Gerard Killen (Lab)
Donald MacKay (UKIP)
Susan Martin (Grn)
Craig Smith (Ind)

May 2012 first preferences Lab 2095 LD 1181 SNP 1141 C 232 Scottish Unionist 130 (seats: Lab/LD/SNP)
May 2007 first preferences Lab 2380 LD 1583 SNP 1045 C 529 Ind 285 Grn 150 Scottish Unionist 135 SSP 106 (seats: Lab/LD/SNP)

Wednesday, 6 February 2013

How Scottish MPs Voted on Same Sex Marriage

The House of Commons yesterday voted by 400 to 175 in favour of the Marriage (Same Sex Couples) Bill at its second reading.

In Scotland:

  • 41 MPs voted Yes (69.5%)
  • 7 MPs voted No (11.9%)
  • 11 MPs didn't vote (18.6%)


The following list is how Scottish MPs voted in that division.

PartyConstituencyVote
Danny AlexanderLib DemsInverness, Nairn, Badenoch and StrathspeyYes
Douglas AlexanderLabourPaisley and Renfrewshire SouthYes
Willie BainLabourGlasgow North EastYes
Gordon BanksLabourOchil and South PerthshireYes
Anne BeggLabourAberdeen SouthDidn't Vote
Gordon BrownLabourKirkcaldy and CowdenbeathDidn't Vote
Russell BrownLabourDumfries and GallowayYes
Malcolm BruceLib DemsGordonYes
Menzies CampbellLib DemsNorth East FifeYes
Alistair CarmichaelLib DemsOrkney and ShetlandYes
Katy ClarkLabourNorth Ayrshire and ArranYes
Tom ClarkeLabourCoatbridge, Chryston and BellshillNo
Michael ConnartyLabourLinlithgow and East FalkirkYes
Michael CrockartLib DemsEdinburgh WestYes
Margaret CurranLabourGlasgow EastYes
Alistair DarlingLabourEdinburgh South WestYes
Ian DavidsonLabourGlasgow South WestYes
Thomas DochertyLabourDunfermline and West FifeYes
Brian DonohoeLabourCentral AyrshireNo
Frank DoranLabourAberdeen NorthYes
Gemma DoyleLabourWest DunbartonshireYes
Sheila GilmoreLabourEdinburgh EastYes
Tom GreatrexLabourRutherglen and Hamilton WestYes
David HamiltonLabourMidlothianYes
Tom HarrisLabourGlasgow SouthYes
Jimmy HoodLabourLanark and Hamilton EastDidn't Vote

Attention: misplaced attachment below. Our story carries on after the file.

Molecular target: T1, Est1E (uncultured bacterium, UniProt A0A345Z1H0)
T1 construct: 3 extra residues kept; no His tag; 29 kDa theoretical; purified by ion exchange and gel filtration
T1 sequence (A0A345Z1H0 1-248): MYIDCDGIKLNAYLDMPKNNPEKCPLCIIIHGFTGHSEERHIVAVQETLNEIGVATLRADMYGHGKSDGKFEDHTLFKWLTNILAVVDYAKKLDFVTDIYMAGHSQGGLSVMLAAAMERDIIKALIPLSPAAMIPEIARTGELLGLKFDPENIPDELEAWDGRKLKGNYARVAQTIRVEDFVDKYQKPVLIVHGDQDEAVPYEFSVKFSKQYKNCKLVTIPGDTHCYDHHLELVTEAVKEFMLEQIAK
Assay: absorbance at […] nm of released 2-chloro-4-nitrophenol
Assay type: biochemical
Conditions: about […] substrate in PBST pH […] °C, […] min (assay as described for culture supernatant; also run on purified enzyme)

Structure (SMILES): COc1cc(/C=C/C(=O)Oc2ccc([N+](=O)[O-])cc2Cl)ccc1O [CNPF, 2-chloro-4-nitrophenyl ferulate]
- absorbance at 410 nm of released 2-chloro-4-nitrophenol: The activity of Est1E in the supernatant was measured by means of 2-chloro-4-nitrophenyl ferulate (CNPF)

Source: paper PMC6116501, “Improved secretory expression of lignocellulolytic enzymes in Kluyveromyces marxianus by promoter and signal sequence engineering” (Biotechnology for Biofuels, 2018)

Stewart HosieSNPDundee EastDidn't Vote
Cathy JamiesonLabourKilmarnock and LoudounYes
Eric JoyceIndependentFalkirkYes
Charles KennedyLib DemsRoss, Skye and LochaberDidn't Vote
Mark LazarowiczLabourEdinburgh North and LeithYes
Angus MacNeilSNPNa h-Eileanan an IarDidn't Vote
Michael McCannLabourEast Kilbride, Strathaven and LesmahagowNo
Gregg McClymontLabourCumbernauld, Kilsyth and Kirkintilloch EastYes
Jim McGovernLabourDundee WestNo
Anne McGuireLabourStirlingYes
Ann McKechinLabourGlasgow NorthYes
Ian McKenzieLabourInverclydeNo
Michael MooreLib DemsBerwickshire, Roxburgh and SelkirkYes
Graeme MorriceLabourLivingstonYes
David MundellConservativeDumfriesshire, Clydesdale & TweeddaleYes
Jim MurphyLabourEast RenfrewshireYes
Ian MurrayLabourEdinburgh SouthYes
Pamela NashLabourAirdrie and ShottsYes
Fiona O'DonnellLabourEast LothianYes
Sandra OsborneLabourAyr, Carrick and CumnockYes
Alan ReidLib DemsArgyll and ButeYes
Angus RobertsonSNPMorayDidn't Vote
John RobertsonLabourGlasgow North WestYes
Frank RoyLabourMotherwell and WishawNo
Lindsay RoyLabourGlenrothesYes
Anas SarwarLabourGlasgow CentralYes
Jim SheridanLabourPaisley and Renfrewshire NorthNo
Robert SmithLib DemsWest Aberdeenshire and KincardineYes
Jo SwinsonLib DemsEast DunbartonshireYes
John ThursoLib DemsCaithness, Sutherland and Easter RossDidn't Vote
Mike WeirSNPAngusDidn't Vote
Eilidh WhitefordSNPBanff and BuchanDidn't Vote
Pete WishartSNPPerth and North PerthshireDidn't Vote